The column chart shows the amount of cadmium emitted to air in Canada by province and territory in 2005 and 2015. The emissions are reported in tonnes.

Data for this chart
Cadmium emissions to air by province and territory, Canada, 2005 and 2015

Province or territory

2005
(emissions in tonnes)

2015
(emissions in tonnes)

Newfoundland and Labrador

0.10

0.14

Prince Edward Island

0.02

0.01

Nova Scotia

0.15

0.06

New Brunswick

0.48

1.95

Quebec

2.76

1.70

Ontario

7.08

1.78

Manitoba

23.15

1.31

Saskatchewan

0.08

0.09

Alberta

0.54

0.46

British Columbia

0.61

0.27

Yukon

< 0.01

< 0.01

Northwest Territories

< 0.01

0.01

Nunavut

< 0.01

0.01

Canada

34.97

7.77

Note: Totals may not add up due to rounding. 

Download data file (Excel/CSV; 878 B)

How this indicator was calculated

Note: The indicator reports emissions from human activities only.
Source: Environment and Climate Change Canada (2017) Air Pollutant Emission Inventory.

More information

During the 2005 to 2015 period, cadmium emissions in New Brunswick. This increase was mostly due to a change in production levels at a facility. In 2015, New Brunswick had the highest level of cadmium emissions, accounting for 1 quarter of Canadian emissions.

In 2015, non-ferrous smelting and refining was the main source of cadmium emissions to air in New Brunswick, Ontario, Quebec, and Manitoba. Building heating and energy generation were the main sources of emissions in all other provinces except for Newfoundland and Labrador, Nunavut and the Northwest Territories, where the main sources were the iron ore industry, transportation (road, rail, air and marine), and mining and rock quarrying, respectively.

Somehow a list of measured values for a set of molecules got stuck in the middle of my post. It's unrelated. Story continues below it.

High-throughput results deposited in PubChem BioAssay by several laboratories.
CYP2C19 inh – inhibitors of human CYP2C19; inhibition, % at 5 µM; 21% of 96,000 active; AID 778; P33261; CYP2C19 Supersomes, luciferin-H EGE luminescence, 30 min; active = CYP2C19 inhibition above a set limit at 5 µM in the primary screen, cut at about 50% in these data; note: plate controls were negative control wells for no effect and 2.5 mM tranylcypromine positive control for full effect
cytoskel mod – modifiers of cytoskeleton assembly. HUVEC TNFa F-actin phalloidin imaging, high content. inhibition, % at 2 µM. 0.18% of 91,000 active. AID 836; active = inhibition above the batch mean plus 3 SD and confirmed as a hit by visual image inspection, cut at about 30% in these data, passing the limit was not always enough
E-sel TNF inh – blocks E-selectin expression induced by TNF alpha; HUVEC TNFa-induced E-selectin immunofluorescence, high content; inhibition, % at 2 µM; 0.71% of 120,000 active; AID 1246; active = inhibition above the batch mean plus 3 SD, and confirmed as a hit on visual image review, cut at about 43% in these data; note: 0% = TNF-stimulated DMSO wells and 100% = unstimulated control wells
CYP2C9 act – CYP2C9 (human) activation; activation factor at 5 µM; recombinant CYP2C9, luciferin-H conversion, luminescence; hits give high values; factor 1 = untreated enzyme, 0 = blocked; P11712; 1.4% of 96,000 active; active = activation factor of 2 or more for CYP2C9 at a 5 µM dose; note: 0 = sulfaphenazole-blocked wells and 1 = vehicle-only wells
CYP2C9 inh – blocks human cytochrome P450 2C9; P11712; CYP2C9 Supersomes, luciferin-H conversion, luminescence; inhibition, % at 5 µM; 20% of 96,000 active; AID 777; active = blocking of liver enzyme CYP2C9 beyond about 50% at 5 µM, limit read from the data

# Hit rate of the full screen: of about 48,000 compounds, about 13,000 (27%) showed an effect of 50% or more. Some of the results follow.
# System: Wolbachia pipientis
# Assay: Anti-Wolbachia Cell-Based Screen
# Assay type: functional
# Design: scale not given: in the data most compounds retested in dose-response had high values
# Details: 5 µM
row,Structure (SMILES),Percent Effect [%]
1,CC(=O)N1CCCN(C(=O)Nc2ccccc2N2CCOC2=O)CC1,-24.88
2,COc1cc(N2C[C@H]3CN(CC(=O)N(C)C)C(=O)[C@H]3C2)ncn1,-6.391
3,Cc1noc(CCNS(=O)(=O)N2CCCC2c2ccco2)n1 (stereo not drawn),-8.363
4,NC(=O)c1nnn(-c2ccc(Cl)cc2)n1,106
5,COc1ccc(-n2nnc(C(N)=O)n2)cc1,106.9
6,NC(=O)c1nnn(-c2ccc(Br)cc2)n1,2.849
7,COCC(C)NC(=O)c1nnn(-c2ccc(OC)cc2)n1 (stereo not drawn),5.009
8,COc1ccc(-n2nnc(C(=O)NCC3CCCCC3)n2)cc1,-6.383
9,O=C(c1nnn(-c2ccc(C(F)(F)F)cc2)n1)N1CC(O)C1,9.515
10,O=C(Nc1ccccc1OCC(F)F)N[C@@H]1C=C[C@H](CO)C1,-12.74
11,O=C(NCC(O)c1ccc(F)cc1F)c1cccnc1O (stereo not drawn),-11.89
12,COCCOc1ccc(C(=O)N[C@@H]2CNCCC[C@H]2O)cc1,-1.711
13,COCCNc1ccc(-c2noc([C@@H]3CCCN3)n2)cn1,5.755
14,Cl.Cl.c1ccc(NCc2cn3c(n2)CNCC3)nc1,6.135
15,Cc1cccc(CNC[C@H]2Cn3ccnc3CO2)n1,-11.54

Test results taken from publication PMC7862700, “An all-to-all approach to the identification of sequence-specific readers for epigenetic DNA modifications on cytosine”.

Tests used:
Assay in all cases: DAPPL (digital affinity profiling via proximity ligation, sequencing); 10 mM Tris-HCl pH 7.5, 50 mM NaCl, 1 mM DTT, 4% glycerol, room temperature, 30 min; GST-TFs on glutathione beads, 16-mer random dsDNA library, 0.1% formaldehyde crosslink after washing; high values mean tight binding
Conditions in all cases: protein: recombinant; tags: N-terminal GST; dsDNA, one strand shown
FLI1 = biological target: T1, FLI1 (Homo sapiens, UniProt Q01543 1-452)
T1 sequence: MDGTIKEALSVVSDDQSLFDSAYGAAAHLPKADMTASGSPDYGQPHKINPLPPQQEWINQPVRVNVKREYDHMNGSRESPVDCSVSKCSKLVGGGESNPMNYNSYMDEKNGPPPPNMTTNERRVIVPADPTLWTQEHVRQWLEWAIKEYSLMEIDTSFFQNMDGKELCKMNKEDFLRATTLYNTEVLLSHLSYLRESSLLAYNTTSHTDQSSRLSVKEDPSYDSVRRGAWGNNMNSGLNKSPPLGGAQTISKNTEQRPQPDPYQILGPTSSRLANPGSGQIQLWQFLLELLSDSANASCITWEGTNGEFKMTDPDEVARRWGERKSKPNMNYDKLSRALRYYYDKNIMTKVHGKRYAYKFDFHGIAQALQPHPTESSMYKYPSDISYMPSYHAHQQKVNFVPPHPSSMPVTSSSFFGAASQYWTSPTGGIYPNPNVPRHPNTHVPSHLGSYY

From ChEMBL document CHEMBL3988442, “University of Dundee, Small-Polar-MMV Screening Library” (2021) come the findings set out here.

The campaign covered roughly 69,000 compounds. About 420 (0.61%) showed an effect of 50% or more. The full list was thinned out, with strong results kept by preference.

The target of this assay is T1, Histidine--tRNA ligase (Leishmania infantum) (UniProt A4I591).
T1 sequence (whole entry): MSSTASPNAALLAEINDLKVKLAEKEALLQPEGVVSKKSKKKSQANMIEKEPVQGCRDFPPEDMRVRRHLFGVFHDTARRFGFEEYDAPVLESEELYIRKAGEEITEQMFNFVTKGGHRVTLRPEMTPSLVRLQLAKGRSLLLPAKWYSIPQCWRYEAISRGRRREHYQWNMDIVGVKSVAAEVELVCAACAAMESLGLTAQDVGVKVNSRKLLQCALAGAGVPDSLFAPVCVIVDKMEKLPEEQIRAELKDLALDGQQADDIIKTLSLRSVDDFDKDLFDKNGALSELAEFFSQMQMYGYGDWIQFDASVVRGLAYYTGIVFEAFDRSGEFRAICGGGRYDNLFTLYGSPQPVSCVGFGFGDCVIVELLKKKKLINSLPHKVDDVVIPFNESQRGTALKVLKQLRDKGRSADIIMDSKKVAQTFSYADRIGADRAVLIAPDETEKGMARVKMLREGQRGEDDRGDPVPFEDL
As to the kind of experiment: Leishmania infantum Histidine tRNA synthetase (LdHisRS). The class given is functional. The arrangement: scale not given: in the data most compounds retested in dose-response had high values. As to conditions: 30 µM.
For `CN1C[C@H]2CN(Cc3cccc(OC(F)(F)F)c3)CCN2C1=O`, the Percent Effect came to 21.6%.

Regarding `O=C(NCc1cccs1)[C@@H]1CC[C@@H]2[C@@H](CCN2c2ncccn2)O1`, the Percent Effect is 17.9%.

About the indicators

About the indicators

What do the indicators measure

These indicators track human-related emissions to air of 3 substances that are defined as toxic under the Canadian Environmental Protection Act, 1999: mercury, lead and cadmium and their compounds. Emissions to air are provided at the national and regional (provincial and territorial) level and by source for each substance. Facility and global emissions to air are also provided for mercury.